• Thank you so much for the tips,though I haven’t gotten any job yet.i would really appreciate if you will recommend NGO jobs for a starter like.i am a nigerian and a graduate of Architecture.thank you

    • Rachael, the best thing you can do is get as much experience on a variety of projects at your stage – in architecture or something related to your area of interest. The more experience you have – even if it’s volunteer or student work – the better you’ll be positioned to apply for and Get paid roles.

  • This article was really informative=thanks! My biggest ongoing frustration is that alot of the roles on international sites are for people that are US Citizens or have the relevant work authorisations. Coming from Australia it makes it quite restrictive to experience and grow in such roles.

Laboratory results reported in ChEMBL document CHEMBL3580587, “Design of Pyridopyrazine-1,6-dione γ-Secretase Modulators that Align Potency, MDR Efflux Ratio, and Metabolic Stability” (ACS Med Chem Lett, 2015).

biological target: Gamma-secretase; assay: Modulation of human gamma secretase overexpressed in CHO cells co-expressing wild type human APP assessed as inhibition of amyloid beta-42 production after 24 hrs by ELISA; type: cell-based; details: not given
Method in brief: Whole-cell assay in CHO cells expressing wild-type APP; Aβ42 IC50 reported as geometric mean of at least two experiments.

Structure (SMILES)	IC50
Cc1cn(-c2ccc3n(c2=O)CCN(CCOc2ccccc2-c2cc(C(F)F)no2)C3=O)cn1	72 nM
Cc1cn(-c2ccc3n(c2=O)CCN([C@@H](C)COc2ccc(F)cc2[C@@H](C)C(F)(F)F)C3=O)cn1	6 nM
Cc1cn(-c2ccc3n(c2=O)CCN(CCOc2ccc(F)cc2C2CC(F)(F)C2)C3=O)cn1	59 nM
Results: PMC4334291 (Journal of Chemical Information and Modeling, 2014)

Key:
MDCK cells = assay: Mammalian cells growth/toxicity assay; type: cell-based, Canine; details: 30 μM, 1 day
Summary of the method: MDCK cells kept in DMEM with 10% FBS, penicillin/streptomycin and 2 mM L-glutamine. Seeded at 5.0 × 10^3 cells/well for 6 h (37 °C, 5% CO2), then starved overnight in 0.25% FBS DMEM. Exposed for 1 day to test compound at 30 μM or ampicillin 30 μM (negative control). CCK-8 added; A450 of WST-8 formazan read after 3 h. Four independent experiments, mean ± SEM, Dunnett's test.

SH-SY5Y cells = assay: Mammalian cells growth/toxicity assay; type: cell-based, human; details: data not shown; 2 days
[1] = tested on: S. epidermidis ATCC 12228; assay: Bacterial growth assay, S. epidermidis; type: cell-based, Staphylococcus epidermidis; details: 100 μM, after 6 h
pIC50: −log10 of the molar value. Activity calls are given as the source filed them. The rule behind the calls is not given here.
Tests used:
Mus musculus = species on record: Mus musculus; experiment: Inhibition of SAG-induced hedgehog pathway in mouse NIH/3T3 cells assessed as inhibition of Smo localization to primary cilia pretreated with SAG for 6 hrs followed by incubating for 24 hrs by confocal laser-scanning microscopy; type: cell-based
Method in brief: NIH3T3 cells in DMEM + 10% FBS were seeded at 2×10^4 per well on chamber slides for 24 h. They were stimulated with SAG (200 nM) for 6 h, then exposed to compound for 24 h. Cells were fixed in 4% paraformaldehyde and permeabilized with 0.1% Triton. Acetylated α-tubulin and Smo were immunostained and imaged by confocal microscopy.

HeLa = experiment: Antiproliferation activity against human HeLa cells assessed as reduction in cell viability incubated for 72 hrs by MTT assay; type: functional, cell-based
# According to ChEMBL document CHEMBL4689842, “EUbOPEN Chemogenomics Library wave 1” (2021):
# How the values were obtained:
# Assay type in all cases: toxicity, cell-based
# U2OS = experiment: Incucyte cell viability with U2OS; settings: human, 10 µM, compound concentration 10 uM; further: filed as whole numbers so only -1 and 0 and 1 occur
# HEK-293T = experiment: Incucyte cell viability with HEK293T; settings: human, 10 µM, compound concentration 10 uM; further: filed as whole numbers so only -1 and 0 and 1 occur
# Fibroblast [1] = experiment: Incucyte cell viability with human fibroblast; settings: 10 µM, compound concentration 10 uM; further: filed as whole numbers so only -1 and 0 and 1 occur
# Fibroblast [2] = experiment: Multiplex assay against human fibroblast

• Totally understand, Natalie! It’s easy to feel that way when you come from X country, that jobs are not available for citizens of your country. All development jobs are funded by donors who like to see their own citizens benefitting from funds (this is about politics, after all), but for positions requiring more qualifications and experience, they generally open applications to any nationality, so you have better chances (in terms of citizenship access) as you get to higher-level roles.

  • Your posts are always inspiring and make me exceptionally different every moment I read them. this is a useful hint not only to interns but to those already working.
    Keep it up Malika.